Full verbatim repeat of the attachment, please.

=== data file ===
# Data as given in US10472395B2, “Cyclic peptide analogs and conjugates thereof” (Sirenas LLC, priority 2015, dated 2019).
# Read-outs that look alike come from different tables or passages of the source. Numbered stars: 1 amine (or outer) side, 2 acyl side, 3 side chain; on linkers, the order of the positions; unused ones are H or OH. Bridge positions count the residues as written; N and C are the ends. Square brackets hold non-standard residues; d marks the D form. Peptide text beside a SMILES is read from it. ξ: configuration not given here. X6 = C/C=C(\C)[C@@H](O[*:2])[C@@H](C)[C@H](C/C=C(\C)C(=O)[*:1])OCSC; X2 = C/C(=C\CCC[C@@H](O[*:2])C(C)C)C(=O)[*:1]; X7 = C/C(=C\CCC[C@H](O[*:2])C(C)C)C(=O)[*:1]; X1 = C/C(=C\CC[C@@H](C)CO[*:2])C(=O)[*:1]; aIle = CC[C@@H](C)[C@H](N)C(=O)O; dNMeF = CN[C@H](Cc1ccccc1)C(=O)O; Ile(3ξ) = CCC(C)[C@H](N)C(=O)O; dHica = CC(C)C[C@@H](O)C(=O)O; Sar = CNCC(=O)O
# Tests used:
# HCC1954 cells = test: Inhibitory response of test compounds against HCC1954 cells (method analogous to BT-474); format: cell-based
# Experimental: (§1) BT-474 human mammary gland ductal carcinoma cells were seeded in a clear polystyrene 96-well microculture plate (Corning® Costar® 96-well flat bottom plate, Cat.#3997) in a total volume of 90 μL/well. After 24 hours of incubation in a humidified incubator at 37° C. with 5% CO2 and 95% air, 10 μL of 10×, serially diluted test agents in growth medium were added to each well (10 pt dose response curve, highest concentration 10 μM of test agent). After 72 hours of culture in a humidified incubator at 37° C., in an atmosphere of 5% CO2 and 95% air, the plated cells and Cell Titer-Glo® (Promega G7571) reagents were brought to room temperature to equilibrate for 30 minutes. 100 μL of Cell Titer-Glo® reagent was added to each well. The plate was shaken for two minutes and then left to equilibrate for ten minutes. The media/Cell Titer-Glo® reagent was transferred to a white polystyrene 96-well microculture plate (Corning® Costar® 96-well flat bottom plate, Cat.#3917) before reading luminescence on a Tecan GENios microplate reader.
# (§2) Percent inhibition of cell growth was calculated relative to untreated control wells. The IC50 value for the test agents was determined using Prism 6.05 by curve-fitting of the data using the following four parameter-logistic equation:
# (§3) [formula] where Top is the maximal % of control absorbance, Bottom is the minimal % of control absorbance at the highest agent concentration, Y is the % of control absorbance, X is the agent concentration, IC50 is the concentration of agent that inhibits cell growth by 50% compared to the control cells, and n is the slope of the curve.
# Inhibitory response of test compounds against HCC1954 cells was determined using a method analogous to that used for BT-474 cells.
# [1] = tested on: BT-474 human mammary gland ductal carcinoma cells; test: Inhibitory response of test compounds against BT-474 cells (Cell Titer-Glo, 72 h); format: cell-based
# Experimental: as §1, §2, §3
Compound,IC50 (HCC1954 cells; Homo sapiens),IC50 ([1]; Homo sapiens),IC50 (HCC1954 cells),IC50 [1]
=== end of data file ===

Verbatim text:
# Data as given in US10472395B2, “Cyclic peptide analogs and conjugates thereof” (Sirenas LLC, priority 2015, dated 2019).
# Read-outs that look alike come from different tables or passages of the source. Numbered stars: 1 amine (or outer) side, 2 acyl side, 3 side chain; on linkers, the order of the positions; unused ones are H or OH. Bridge positions count the residues as written; N and C are the ends. Square brackets hold non-standard residues; d marks the D form. Peptide text beside a SMILES is read from it. ξ: configuration not given here. X6 = C/C=C(\C)[C@@H](O[*:2])[C@@H](C)[C@H](C/C=C(\C)C(=O)[*:1])OCSC; X2 = C/C(=C\CCC[C@@H](O[*:2])C(C)C)C(=O)[*:1]; X7 = C/C(=C\CCC[C@H](O[*:2])C(C)C)C(=O)[*:1]; X1 = C/C(=C\CC[C@@H](C)CO[*:2])C(=O)[*:1]; aIle = CC[C@@H](C)[C@H](N)C(=O)O; dNMeF = CN[C@H](Cc1ccccc1)C(=O)O; Ile(3ξ) = CCC(C)[C@H](N)C(=O)O; dHica = CC(C)C[C@@H](O)C(=O)O; Sar = CNCC(=O)O
# Tests used:
# HCC1954 cells = test: Inhibitory response of test compounds against HCC1954 cells (method analogous to BT-474); format: cell-based
# Experimental: (§1) BT-474 human mammary gland ductal carcinoma cells were seeded in a clear polystyrene 96-well microculture plate (Corning® Costar® 96-well flat bottom plate, Cat.#3997) in a total volume of 90 μL/well. After 24 hours of incubation in a humidified incubator at 37° C. with 5% CO2 and 95% air, 10 μL of 10×, serially diluted test agents in growth medium were added to each well (10 pt dose response curve, highest concentration 10 μM of test agent). After 72 hours of culture in a humidified incubator at 37° C., in an atmosphere of 5% CO2 and 95% air, the plated cells and Cell Titer-Glo® (Promega G7571) reagents were brought to room temperature to equilibrate for 30 minutes. 100 μL of Cell Titer-Glo® reagent was added to each well. The plate was shaken for two minutes and then left to equilibrate for ten minutes. The media/Cell Titer-Glo® reagent was transferred to a white polystyrene 96-well microculture plate (Corning® Costar® 96-well flat bottom plate, Cat.#3917) before reading luminescence on a Tecan GENios microplate reader.
# (§2) Percent inhibition of cell growth was calculated relative to untreated control wells. The IC50 value for the test agents was determined using Prism 6.05 by curve-fitting of the data using the following four parameter-logistic equation:
# (§3) [formula] where Top is the maximal % of control absorbance, Bottom is the minimal % of control absorbance at the highest agent concentration, Y is the % of control absorbance, X is the agent concentration, IC50 is the concentration of agent that inhibits cell growth by 50% compared to the control cells, and n is the slope of the curve.
# Inhibitory response of test compounds against HCC1954 cells was determined using a method analogous to that used for BT-474 cells.
# [1] = tested on: BT-474 human mammary gland ductal carcinoma cells; test: Inhibitory response of test compounds against BT-474 cells (Cell Titer-Glo, 72 h); format: cell-based
# Experimental: as §1, §2, §3
Compound,IC50 (HCC1954 cells; Homo sapiens),IC50 ([1]; Homo sapiens),IC50 (HCC1954 cells),IC50 [1]